Category Archives for Architecture & Design

Single Responsibility Principle: Is It a Fundamental Mistake?

The “Single Responsibility Principle” (SRP) sounds so noble. But I’m afraid it’s misunderstood and misapplied. Ask your teammates: “What is the Single Responsibility Principle?” Go ahead, ask them. Then ask if the SRP is a good thing or a bad thing. I’d bet many of them will say something like this: “In principle, it’s a good idea. But in practice, it’s overkill.”

Single Responsibility Principle poster: monster Swiss Army knife

SOLID Motivational Posters by Derick Bailey, used under CC BY-SA 3.0 US

On Twitter, Chris Eidhof pointed to an example of taking the Single Responsibility Principle too far. Specifically, Chris was unhappy with the argument that Singletons violate the SRP because, besides their main responsibility, they also manage their own life cycle:

This led to a lively discussion. Many reacted against “over-architecture.” No doubt they experienced fragmented code that grew from over-zealous attempts at SRP.

I think that SRP isn’t just over-applied. It’s fundamentally misunderstood, even misquoted. The repeated misquotes perpetuate that misunderstanding.

Let’s see if we can clear things up, and point to a better way.

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Refactoring: Is There More To It than Just Changing Stuff?

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Refactoring. It’s a word I hear quite a bit. Usually, in the context of conversations with management, it means, “Rewriting that thing. Hopefully without introducing bugs.” Often, among developers, it means, “One of the options in the Refactoring menu in my IDE.”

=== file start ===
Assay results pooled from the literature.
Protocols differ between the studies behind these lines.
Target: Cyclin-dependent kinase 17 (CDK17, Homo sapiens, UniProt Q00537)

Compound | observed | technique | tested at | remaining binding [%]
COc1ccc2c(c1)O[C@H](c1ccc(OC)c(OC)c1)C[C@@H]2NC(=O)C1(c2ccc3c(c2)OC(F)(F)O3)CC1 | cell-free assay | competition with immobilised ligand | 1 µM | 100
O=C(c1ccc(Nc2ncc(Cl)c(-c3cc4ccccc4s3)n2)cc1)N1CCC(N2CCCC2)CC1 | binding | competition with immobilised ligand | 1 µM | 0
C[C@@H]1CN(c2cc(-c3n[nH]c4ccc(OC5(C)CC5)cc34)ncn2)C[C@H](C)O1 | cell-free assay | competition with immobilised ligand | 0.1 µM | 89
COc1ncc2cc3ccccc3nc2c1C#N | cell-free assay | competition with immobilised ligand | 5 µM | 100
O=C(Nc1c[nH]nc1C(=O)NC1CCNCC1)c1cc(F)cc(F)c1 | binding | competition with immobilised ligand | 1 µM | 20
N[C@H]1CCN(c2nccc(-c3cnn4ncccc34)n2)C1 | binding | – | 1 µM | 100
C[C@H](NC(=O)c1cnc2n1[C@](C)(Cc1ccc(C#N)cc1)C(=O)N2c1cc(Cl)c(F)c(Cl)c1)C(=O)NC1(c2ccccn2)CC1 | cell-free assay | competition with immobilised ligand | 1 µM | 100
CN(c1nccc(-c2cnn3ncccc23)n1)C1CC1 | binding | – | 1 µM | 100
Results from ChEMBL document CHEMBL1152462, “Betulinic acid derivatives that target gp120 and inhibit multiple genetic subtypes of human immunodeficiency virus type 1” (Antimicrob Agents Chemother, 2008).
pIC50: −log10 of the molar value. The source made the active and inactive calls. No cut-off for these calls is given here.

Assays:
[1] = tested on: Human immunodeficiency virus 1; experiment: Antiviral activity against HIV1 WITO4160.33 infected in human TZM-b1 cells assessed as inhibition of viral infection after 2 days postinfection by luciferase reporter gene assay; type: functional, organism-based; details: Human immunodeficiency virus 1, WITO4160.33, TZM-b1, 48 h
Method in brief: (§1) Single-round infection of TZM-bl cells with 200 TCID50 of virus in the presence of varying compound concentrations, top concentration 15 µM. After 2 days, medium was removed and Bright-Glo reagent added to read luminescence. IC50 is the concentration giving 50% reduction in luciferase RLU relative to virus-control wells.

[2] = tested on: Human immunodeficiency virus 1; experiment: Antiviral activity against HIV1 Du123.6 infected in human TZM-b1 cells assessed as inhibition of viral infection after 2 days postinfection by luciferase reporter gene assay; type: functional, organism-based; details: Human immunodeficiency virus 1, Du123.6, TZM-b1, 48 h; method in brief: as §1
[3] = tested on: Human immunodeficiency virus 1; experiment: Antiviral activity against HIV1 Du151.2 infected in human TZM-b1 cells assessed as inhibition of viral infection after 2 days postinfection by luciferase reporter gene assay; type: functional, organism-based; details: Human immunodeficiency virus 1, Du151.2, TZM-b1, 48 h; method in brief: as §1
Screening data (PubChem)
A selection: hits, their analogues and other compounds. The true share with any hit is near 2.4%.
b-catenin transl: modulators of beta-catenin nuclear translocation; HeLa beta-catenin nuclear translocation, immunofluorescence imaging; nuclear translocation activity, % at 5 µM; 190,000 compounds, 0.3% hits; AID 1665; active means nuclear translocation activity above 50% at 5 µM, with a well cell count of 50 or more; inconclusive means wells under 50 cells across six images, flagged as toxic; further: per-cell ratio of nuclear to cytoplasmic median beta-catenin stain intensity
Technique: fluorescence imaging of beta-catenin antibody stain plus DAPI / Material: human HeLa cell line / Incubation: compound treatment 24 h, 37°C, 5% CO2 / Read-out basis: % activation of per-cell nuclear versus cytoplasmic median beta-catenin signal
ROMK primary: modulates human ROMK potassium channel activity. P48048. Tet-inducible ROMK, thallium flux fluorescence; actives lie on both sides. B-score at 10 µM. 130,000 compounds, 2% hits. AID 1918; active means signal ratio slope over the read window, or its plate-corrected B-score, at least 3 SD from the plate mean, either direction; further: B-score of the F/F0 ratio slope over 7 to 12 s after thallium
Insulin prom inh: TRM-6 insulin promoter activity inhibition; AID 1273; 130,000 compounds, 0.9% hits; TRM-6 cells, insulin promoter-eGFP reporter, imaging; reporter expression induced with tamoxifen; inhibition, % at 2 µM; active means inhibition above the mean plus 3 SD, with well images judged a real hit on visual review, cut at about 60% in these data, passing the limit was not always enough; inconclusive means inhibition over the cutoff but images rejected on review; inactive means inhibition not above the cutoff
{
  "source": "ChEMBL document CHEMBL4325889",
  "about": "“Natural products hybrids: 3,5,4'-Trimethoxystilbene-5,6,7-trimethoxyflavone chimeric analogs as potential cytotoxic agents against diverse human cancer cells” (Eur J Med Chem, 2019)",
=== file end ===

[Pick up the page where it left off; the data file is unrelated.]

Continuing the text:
Inigo Montoya meme: "Refactoring, you keep using that word. I do not think it means what you think it means."
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Revealing Hidden Objects: Can DDD Improve Your Code?

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Code that’s easier to understand, maintain, and extend — that’s the promise of Object-Oriented Programming. But the reality for many iOS developers is that our objects are bloated. They know too much, and do too much. What if our code has hidden objects, waiting to be found?

Each hidden object could provide a new abstraction, a new tool. They could make the code more manageable. Is there a way to discover these hidden objects? Domain Driven Design (DDD) provides a way.

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How to Safely Parse JSON into Immutable Models, All with TDD

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How can we unit test JSON parsing, handling every possible error? Can we generate immutable models? And for Swift, how can we keep our Response Models free of optionals?

Of course, there areb many JSON parsing libraries out there. Plug one in, define all fields as non-optional, and you’re good to go! …Until your app crashes, because something was different in the actual JSON data.

Unlikely? “The backend team would never do that to us”? I’ve had a released app crash because the backend folks changed one field from a string to an integer. I’ve seen app development and QA forced to pause because a commit assumed all fields were non-optional. (It crashed on the missing field, because Swift.)

So let’s look at a pattern that will help us

  • Handle required types
  • Avoid optionals
  • Deliver immutable models